Economists project challenges and a decrease in global output in 2023, due to several factors including inflation, the war in Ukraine and lagging supply chain issues. However, the life sciences industry is poised for growth and opportunity, and emerging trends have allowed companies to remain resilient and capitalize on innovations that are strengthening the industry.
Health awareness is rising – and so is the demand for healthcare.
Against the backdrop of the recent pandemic, many people have developed an increased awareness around their health and wellbeing. Habits are changing, and people are taking a more proactive approach to personal care. In a Deloitte survey of healthcare consumers, almost half the respondents reported using a wearable device to measure their health. Of that group, approximately one-third reported wearing the device to monitor health concerns. This trend coincides with an aging U.S. population and a high prevalence of chronic disease. Together, these factors create a greater demand for healthcare products and professionals.
R&D investment is high.
Undoubtedly, research and development is at the core of life sciences innovation and a main driver for growth in the industry. Human clinical studies exemplify this growth, with over 5,500 non-COVID studies conducted in 2022 compared to 4,700 in 2021 – a 17% increase. This trend shows no signs of slowing, especially in oncology and gene/cell therapy studies, which have had an annual growth rate of 27% since 2016. A survey of medtech executives revealed that most plan to focus more on investments in research and development, fulfilling the growing appetite for medical care and helping to improve the patient experience.
Pharmaceutical and medical device revenues are projected to grow.
The rapid evolution of the life sciences field makes it an attractive target for investors. Global pharmaceutical revenue projections are forecasted to reach $1.14 trillion in 2023, reflecting a 5.7% year-over-year increase. Global medical device revenues are forecasted to be approximately $579 billion in 2023, with an anticipated annual growth of 5% until 2027. In both examples, most of the revenue is U.S.-based.
Employment in life sciences is outpacing overall employment.
The life sciences field has had strong job gains across several segments, including biotechnology and research and development. In the U.S., the industry has grown at an annual rate of 6.6% over the last decade, compared to a 1.2% annual increase for overall employment. Average monthly job postings continue to increase, with postings up 28% year-over-year as of August 2022. Over the last 20 years, medical science occupations rose by 131%, and biochemist and biophysicist occupations rose by 167%. And while the industry was not immune to negative impacts of the pandemic, life sciences employment recovered faster than overall employment in the U.S.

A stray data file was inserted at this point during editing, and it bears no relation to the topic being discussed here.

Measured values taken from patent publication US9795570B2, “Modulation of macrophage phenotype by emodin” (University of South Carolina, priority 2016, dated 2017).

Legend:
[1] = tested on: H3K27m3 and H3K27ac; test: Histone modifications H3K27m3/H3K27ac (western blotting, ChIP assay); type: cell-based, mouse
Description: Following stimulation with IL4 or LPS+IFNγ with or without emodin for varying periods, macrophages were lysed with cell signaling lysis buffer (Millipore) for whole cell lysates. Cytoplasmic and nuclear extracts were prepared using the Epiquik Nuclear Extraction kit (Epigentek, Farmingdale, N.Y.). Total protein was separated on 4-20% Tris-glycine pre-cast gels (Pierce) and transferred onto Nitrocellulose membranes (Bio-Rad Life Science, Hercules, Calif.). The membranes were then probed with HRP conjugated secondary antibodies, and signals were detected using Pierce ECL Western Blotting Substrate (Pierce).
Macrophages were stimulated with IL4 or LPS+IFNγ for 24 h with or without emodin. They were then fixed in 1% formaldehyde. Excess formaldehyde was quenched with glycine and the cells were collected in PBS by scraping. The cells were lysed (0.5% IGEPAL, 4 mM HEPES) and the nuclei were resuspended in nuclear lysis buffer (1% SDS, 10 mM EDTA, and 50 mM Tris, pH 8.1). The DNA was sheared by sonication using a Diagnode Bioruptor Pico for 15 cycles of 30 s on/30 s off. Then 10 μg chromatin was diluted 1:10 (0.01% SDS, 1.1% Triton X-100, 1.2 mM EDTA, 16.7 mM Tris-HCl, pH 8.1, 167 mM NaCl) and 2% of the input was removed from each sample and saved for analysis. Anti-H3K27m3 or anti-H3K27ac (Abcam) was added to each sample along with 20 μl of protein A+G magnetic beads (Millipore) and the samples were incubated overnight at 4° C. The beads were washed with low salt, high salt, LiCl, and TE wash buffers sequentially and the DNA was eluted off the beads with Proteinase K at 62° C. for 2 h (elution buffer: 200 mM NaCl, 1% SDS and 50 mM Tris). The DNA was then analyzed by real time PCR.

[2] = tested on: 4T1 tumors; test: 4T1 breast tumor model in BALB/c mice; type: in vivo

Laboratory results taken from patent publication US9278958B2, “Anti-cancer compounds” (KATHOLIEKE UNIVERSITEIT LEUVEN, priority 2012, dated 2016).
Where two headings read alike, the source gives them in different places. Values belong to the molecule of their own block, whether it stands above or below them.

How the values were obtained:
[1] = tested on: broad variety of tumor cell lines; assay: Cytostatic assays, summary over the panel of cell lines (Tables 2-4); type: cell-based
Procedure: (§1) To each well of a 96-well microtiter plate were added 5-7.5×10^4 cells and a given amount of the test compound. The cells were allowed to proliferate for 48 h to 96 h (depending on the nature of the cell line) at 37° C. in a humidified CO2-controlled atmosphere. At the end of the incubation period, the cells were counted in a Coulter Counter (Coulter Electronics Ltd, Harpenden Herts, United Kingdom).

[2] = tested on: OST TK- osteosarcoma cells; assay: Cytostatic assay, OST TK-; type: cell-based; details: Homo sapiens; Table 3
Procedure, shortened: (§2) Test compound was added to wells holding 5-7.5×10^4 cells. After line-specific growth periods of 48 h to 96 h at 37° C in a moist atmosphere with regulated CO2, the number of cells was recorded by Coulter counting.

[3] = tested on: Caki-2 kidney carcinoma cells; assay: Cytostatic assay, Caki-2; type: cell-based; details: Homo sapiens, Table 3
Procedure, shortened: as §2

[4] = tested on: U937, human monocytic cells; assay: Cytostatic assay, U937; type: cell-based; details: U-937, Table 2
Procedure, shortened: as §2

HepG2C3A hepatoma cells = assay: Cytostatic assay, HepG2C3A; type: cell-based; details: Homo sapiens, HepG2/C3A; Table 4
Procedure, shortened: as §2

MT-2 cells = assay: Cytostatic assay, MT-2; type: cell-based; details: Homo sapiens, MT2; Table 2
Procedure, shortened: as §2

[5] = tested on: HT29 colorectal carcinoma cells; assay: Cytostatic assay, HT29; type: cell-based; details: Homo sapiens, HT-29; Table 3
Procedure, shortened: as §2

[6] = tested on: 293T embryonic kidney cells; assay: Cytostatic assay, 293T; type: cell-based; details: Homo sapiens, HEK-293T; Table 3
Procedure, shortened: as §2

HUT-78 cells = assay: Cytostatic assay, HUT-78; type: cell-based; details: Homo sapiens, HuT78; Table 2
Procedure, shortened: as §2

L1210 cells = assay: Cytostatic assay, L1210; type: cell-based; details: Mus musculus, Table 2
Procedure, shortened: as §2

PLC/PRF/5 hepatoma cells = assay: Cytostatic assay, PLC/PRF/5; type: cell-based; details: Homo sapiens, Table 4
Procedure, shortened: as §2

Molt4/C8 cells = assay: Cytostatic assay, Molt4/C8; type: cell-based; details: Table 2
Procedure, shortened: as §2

Amid worldwide economic uncertainty, the life sciences industry remains resilient and can help insurance brokers stabilize their risk management portfolios by mitigating any effects of negative growth from other industries. However, it’s important to understand that life sciences firms may have different needs depending on size and stage of development. For established firms, insurance advisors could be asked to prioritize programs that could help shore up those vulnerabilities from a property standpoint through a broader scope or limits for contingent business income coverage. Insurance advisors could also be asked about risk management measures to make a firm more defensible in the event of a product liability claim, particularly in light of the current tort inflation trends. Emerging firms, primarily in research and development, could find it more difficult to obtain financing amid rising interest rates. It is foreseeable such firms will ask their insurance advisors for highly cost-efficient solutions with an emphasis on research and development projects.
With these factors driving buying decisions, the insurance advisor’s ability to gauge a client’s current stage of development and choose a carrier with the right solution is imperative. CNA has coverage solutions for life sciences firms across the entire spectrum of development through a small business unit for emerging firms or a middle market unit for more established ones. These solutions respond to the nuanced needs of the life sciences industry. Furthermore, CNA has a dedicated team of underwriters, risk control consultants and claims adjusters who employ a consultative approach in bringing the expertise and organizational strength of CNA on behalf of such firms.
To learn more, visit our Life Sciences page.
The purpose of this article is to provide information, rather than advice or opinion. It is accurate to the best of the author’s knowledge as of the date of the article. However, this article should not be viewed as a substitute for the guidance and recommendations of a retained professional. Any references to non-CNA websites are provided solely for convenience, and CNA disclaims any responsibility with respect to such websites.
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